FOR IMMEDIATE RELEASE
Contact: Shannon Jackson
Microstate Corporation Offers First
Open-Source Web Application Server
Based On Java Technology
Adds Further Momentum To Free Software Movement
FAIRFAX, VA., November 30, 1998 Microstate Corporation today announced
that its thin-client, cross-platform Web application server based on Java
technology is now available as open-source software, freely accessible over
the Internet (http://microstate.com/tech.htm). Named Hamilton, Microstates
server technology is integrated software that already includes most of the
infrastructure required by any thin-client application, thus reducing
development time and expense, and accelerating time to market. Developers
and users need nothing more than Internet connectivity and a Web browser to
access applications developed on Hamilton. With Hamilton, companies can
easily deploy and maintain large scale applications over networks
regardless of the desktop platform.
Web application servers, arguably the most vital component of enterprise
computing, have been the missing link in the open-source software
movement, said Eric Lalande, chief executive officer of Microstate. The
success of Linux and Apache is proof that the best product is not always
developed as proprietary source code. Open-source software will allow us,
and our clients, to benefit from the ideas of thousands of developers who
will download and experiment with Hamilton. Even Microsoft acknowledges
that open-source developers are producing commercial quality offerings.
Hamilton is ideal for software development organizations that need a Web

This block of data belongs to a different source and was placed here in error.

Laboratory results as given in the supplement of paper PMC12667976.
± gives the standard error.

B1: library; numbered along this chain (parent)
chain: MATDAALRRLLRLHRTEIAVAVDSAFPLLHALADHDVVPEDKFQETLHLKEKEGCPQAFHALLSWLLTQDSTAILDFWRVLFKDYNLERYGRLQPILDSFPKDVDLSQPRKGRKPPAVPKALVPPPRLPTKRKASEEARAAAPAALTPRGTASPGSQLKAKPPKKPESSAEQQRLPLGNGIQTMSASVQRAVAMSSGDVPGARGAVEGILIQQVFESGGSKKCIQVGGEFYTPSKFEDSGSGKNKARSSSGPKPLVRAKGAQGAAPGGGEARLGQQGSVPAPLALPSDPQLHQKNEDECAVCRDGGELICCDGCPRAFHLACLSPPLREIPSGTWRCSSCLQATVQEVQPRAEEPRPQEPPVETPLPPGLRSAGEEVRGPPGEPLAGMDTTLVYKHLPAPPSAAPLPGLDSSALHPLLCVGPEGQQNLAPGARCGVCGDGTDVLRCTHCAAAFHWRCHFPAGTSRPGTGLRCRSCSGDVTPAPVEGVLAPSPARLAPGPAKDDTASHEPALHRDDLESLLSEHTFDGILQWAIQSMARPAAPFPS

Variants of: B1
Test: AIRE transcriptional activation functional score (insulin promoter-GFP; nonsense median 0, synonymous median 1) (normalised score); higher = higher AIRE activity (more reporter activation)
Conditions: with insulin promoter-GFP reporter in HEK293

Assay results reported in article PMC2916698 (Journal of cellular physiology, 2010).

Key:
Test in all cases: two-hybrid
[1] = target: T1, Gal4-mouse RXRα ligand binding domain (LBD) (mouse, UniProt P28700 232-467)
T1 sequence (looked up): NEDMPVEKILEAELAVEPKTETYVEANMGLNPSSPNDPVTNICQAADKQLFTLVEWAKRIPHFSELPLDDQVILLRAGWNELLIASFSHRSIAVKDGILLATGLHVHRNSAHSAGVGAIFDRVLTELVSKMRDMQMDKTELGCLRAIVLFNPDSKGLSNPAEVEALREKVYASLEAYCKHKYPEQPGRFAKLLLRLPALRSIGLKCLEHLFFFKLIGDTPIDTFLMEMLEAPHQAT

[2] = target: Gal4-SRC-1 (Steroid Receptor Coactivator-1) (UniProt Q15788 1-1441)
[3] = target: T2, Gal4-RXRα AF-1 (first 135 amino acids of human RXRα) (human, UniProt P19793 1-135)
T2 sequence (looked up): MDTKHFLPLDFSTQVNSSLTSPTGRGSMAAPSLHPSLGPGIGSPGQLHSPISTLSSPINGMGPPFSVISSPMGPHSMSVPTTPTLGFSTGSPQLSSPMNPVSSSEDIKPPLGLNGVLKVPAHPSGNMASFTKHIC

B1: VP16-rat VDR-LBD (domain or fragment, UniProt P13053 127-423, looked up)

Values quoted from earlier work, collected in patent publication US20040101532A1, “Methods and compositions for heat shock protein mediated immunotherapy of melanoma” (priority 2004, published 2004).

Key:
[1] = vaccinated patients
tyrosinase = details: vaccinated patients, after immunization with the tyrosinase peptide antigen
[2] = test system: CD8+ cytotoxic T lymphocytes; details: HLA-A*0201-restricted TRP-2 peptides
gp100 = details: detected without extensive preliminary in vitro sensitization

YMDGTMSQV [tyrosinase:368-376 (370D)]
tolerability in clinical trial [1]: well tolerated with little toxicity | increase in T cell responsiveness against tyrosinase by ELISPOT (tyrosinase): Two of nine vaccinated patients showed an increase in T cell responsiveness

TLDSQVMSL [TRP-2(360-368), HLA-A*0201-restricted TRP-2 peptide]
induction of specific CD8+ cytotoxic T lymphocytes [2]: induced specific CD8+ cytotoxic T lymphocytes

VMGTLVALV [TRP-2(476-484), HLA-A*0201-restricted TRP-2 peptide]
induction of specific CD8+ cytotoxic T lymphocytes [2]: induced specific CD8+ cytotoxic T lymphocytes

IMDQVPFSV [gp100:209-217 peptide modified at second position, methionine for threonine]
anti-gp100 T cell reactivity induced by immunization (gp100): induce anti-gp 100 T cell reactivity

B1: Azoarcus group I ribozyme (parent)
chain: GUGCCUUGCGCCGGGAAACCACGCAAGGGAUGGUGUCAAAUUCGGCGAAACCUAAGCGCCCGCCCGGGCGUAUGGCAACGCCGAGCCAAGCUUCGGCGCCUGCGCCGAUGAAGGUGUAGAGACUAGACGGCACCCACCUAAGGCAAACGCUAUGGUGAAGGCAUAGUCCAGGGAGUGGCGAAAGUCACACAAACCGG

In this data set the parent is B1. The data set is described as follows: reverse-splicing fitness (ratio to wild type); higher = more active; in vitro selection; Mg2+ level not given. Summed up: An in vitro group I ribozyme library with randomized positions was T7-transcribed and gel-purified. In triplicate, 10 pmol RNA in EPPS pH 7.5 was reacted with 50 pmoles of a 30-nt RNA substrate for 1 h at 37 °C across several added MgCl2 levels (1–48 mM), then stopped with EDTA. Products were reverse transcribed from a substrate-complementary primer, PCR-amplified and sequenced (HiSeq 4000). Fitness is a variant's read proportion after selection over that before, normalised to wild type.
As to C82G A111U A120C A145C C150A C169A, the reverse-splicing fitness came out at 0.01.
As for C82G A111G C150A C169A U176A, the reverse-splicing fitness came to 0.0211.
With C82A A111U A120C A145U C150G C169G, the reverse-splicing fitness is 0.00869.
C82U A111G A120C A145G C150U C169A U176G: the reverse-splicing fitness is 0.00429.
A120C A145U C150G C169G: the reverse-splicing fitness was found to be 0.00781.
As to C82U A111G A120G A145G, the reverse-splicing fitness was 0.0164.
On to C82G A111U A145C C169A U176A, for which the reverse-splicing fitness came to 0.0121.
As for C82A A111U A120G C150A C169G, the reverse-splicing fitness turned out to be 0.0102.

server for rapid application development of easy to use, thin-client,
Web-based business applications. Unlike many other application servers,
Hamilton makes it easy for knowledge workers to maintain content once the
application is deployed.
Microstates Hamilton technology helped the Bermuda Stock Exchange become
the first offshore stock exchange on the Internet, said William Woods,
chief executive officer, the Bermuda Stock Exchange. The Hamilton Web
applications allowed us to quickly create an online presence for all of our
listed issuers and members, and to concentrate on building the Exchange
versus building the Web site. (www.bsx.com)
We believe that developers will be eager to download Hamilton because the
technology allows managers to maintain content faster and more efficiently
and because it is free, Lalande said. Application servers typically cost
anywhere from $10,000 to $70,000.
Hamilton is an application server and development environment that is
ideally suited to developing online services that pool data from diverse,
heterogeneous information sources, including databases and wire feeds.
Clients currently deploying applications built on Hamilton include Morgan
Stanley Asset Management, Cable & Wireless Bermuda, LaSalle Re, Bermuda
Telephone Company, BIDS Limited, Catastrophe Risk Exchange (CATEX), and
X.L. Mid Ocean Reinsurance Company, Ltd.
Early Hamilton developers include In Mind, Lynchburg, Va., Logic
Communications, Hamilton, Bermuda, and WIRE Limited, Brighton, United
Based in Fairfax, Va., Microstate is an Internet professional services and
software development company. The company provides integrated Web-based
network solutions to clients worldwide through its Hamilton Web application
server technology. Microstate is on the Internet at http://microstate.com.